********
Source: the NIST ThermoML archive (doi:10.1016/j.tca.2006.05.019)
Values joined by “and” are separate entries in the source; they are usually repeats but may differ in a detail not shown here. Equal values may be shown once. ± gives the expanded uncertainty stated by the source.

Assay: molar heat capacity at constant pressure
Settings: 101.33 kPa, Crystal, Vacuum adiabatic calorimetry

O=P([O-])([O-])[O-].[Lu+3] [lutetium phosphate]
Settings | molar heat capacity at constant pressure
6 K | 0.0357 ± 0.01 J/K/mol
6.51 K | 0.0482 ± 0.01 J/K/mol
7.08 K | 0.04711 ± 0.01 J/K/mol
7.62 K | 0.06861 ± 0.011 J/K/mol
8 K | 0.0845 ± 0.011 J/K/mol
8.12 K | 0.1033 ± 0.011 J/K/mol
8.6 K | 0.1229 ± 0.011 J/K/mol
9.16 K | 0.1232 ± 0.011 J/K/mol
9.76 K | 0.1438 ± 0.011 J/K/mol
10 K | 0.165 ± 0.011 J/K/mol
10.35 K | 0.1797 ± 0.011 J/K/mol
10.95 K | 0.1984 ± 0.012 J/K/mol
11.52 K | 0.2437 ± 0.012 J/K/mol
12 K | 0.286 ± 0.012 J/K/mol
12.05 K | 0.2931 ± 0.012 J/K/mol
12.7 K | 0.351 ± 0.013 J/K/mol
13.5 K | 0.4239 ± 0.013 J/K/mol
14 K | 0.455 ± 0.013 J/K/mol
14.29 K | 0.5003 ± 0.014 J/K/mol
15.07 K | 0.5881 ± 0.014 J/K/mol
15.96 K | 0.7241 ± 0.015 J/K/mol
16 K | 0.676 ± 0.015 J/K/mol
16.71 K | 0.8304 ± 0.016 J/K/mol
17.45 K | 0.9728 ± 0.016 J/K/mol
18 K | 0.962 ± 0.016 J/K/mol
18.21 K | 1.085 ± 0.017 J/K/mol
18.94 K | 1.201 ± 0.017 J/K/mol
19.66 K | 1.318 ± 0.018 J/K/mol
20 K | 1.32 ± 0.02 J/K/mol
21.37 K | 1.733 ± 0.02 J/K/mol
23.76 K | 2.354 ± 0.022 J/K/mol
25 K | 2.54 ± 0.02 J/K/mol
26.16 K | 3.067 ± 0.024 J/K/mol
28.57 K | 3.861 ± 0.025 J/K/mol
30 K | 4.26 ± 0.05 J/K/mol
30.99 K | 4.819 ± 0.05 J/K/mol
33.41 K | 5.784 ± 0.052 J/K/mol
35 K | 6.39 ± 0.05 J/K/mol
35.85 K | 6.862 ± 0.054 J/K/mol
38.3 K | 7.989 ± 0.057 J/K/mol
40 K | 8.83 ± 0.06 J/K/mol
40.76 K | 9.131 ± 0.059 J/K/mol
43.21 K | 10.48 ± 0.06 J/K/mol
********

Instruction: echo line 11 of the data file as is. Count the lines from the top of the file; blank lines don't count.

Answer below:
8 K | 0.0845 ± 0.011 J/K/mol